Degree of Freedom News -
March 3, 2014
Wrapping up reviews of courses completed as part of my Degree of Freedom project, this newsletter looks the last iTunes U courses I took: American Intellectual History from the University of California at Berkeley.
That’s followed by a few notes regarding comings and goings, wrapping up with some thoughts on how we should be thinking about MOOCs during the post-hype, post-backlash period that we are now entering.
So let’s get rolling…
I discovered this course while trying to track down material for a self-study program on the philosophical school of Pragmatism, America’s one major, original contribution to the Western philosophical canon. As of yet, no MOOCs are focused on this subject, and having failed to find any online course devoted to the topic, I had to self-curate one using readings and lectures found on the open web, academic databases, and my local library.
One of the few iTunes U offerings that touched on Pragmatic philosophy was a Berkeley American Studies course on American Intellectual History taught by Professor Richard Canada Smith. And after listening to his first lecture on Pragmatism (lecture 11 in the course lineup), I realized (1) I really needed the background provided by the first ten lectures to understand the traditions Pragmatism grew out of; and (2) this was a rocking subject taught by a skilled professor, so why deny myself the chance to take the whole course?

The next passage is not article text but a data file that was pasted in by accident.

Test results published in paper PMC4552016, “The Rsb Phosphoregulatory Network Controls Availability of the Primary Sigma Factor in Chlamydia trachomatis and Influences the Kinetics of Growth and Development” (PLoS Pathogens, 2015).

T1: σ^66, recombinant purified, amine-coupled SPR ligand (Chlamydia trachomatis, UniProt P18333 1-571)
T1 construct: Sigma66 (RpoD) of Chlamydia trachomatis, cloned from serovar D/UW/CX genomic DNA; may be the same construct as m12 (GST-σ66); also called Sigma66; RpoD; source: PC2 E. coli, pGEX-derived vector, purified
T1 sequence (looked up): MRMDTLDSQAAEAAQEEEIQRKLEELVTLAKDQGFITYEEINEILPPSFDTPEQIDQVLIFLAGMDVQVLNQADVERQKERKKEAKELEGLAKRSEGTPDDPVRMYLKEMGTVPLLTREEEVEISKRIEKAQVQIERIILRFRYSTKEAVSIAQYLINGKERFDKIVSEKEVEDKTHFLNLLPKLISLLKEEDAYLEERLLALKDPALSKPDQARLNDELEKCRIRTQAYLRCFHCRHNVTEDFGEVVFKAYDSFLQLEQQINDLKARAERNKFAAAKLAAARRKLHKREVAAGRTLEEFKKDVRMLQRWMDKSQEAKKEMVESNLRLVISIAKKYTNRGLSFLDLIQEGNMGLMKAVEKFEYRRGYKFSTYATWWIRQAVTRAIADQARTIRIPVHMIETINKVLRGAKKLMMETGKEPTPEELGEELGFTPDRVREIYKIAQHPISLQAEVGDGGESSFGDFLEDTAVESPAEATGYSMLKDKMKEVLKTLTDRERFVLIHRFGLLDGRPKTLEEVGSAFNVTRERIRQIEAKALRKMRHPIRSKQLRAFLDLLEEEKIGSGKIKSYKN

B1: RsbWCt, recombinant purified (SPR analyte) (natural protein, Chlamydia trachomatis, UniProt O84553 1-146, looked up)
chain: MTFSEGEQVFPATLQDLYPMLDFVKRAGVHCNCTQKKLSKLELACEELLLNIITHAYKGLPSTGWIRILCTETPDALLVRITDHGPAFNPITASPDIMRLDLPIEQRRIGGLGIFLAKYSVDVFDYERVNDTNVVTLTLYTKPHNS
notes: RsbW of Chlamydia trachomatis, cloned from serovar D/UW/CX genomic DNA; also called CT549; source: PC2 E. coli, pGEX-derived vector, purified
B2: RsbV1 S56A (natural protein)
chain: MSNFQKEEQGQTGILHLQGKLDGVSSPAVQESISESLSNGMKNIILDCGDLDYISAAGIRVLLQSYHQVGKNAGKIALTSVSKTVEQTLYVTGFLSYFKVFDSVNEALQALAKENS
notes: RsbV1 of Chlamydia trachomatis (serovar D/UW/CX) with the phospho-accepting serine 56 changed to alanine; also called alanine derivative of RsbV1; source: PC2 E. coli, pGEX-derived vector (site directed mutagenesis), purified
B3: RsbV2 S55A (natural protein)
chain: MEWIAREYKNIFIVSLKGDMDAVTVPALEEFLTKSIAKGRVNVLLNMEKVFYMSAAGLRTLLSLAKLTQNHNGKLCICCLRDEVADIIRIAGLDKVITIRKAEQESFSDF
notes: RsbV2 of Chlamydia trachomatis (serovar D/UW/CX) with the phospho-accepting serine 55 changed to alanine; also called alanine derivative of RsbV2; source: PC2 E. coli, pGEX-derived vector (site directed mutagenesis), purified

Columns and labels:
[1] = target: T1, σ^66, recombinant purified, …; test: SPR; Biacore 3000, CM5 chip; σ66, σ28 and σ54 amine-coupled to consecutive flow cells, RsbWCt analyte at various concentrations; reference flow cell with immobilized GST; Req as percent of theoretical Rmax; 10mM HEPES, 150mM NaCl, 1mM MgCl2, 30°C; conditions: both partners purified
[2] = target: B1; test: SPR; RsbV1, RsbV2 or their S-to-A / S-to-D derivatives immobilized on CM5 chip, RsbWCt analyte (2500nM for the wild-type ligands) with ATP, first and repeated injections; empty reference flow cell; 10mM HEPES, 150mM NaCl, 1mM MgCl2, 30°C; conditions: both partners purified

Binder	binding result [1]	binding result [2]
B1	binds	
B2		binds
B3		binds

The best learning experiences teach you how much of what you think you know is actually wrong (or barely constitutes the start of a story). For example, even among those who don’t look down their nose at the notion of America intellectual history, the categories we use to understand this nation’s political and intellectual world view tends to be frozen in the present where every debate boils down to a kind of Left vs. Right or religious vs. secular tribalism.